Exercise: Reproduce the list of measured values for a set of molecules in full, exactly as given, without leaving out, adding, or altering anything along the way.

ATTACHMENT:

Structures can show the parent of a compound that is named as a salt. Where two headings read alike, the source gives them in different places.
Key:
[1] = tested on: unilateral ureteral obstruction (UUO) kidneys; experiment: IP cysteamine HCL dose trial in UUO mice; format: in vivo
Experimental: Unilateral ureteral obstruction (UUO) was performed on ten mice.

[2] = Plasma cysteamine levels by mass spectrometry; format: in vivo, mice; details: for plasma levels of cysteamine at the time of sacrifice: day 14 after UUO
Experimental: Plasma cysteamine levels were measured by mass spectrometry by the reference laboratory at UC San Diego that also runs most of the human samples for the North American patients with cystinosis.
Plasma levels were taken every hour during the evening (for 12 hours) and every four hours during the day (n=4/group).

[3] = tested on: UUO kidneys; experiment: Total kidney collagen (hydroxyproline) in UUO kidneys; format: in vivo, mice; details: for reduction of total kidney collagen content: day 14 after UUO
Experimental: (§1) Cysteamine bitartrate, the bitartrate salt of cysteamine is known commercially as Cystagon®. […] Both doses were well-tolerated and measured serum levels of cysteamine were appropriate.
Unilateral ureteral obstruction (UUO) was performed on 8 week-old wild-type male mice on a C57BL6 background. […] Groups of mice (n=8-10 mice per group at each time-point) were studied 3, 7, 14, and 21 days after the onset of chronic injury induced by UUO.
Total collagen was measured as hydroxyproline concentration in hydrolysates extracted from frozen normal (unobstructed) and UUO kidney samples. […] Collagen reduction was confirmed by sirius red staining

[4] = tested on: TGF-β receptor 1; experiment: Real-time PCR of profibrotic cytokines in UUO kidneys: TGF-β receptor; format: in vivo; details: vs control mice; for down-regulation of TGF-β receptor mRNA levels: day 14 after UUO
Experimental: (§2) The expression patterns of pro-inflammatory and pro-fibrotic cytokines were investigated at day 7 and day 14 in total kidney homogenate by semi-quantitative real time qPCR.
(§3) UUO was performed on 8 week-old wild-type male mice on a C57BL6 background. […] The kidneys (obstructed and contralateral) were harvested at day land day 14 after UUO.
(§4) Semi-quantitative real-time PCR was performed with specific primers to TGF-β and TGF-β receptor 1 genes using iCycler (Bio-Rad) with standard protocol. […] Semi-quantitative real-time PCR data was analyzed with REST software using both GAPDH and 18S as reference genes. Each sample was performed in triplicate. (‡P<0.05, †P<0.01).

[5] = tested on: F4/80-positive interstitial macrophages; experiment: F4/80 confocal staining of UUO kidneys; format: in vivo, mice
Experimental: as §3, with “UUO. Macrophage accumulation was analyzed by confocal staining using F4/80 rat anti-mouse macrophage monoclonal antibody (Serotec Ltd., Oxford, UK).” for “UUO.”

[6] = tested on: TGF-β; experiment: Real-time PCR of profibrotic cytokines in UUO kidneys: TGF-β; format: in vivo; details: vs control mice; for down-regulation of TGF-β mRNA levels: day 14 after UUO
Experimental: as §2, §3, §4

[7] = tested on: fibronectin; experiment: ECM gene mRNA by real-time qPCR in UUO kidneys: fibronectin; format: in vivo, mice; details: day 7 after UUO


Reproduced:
Structures can show the parent of a compound that is named as a salt. Where two headings read alike, the source gives them in different places.
Key:
[1] = tested on: unilateral ureteral obstruction (UUO) kidneys; experiment: IP cysteamine HCL dose trial in UUO mice; format: in vivo
Experimental: Unilateral ureteral obstruction (UUO) was performed on ten mice.

[2] = Plasma cysteamine levels by mass spectrometry; format: in vivo, mice; details: for plasma levels of cysteamine at the time of sacrifice: day 14 after UUO
Experimental: Plasma cysteamine levels were measured by mass spectrometry by the reference laboratory at UC San Diego that also runs most of the human samples for the North American patients with cystinosis.
Plasma levels were taken every hour during the evening (for 12 hours) and every four hours during the day (n=4/group).

[3] = tested on: UUO kidneys; experiment: Total kidney collagen (hydroxyproline) in UUO kidneys; format: in vivo, mice; details: for reduction of total kidney collagen content: day 14 after UUO
Experimental: (§1) Cysteamine bitartrate, the bitartrate salt of cysteamine is known commercially as Cystagon®. […] Both doses were well-tolerated and measured serum levels of cysteamine were appropriate.
Unilateral ureteral obstruction (UUO) was performed on 8 week-old wild-type male mice on a C57BL6 background. […] Groups of mice (n=8-10 mice per group at each time-point) were studied 3, 7, 14, and 21 days after the onset of chronic injury induced by UUO.
Total collagen was measured as hydroxyproline concentration in hydrolysates extracted from frozen normal (unobstructed) and UUO kidney samples. […] Collagen reduction was confirmed by sirius red staining

[4] = tested on: TGF-β receptor 1; experiment: Real-time PCR of profibrotic cytokines in UUO kidneys: TGF-β receptor; format: in vivo; details: vs control mice; for down-regulation of TGF-β receptor mRNA levels: day 14 after UUO
Experimental: (§2) The expression patterns of pro-inflammatory and pro-fibrotic cytokines were investigated at day 7 and day 14 in total kidney homogenate by semi-quantitative real time qPCR.
(§3) UUO was performed on 8 week-old wild-type male mice on a C57BL6 background. […] The kidneys (obstructed and contralateral) were harvested at day land day 14 after UUO.
(§4) Semi-quantitative real-time PCR was performed with specific primers to TGF-β and TGF-β receptor 1 genes using iCycler (Bio-Rad) with standard protocol. […] Semi-quantitative real-time PCR data was analyzed with REST software using both GAPDH and 18S as reference genes. Each sample was performed in triplicate. (‡P<0.05, †P<0.01).

[5] = tested on: F4/80-positive interstitial macrophages; experiment: F4/80 confocal staining of UUO kidneys; format: in vivo, mice
Experimental: as §3, with “UUO. Macrophage accumulation was analyzed by confocal staining using F4/80 rat anti-mouse macrophage monoclonal antibody (Serotec Ltd., Oxford, UK).” for “UUO.”

[6] = tested on: TGF-β; experiment: Real-time PCR of profibrotic cytokines in UUO kidneys: TGF-β; format: in vivo; details: vs control mice; for down-regulation of TGF-β mRNA levels: day 14 after UUO
Experimental: as §2, §3, §4

[7] = tested on: fibronectin; experiment: ECM gene mRNA by real-time qPCR in UUO kidneys: fibronectin; format: in vivo, mice; details: day 7 after UUO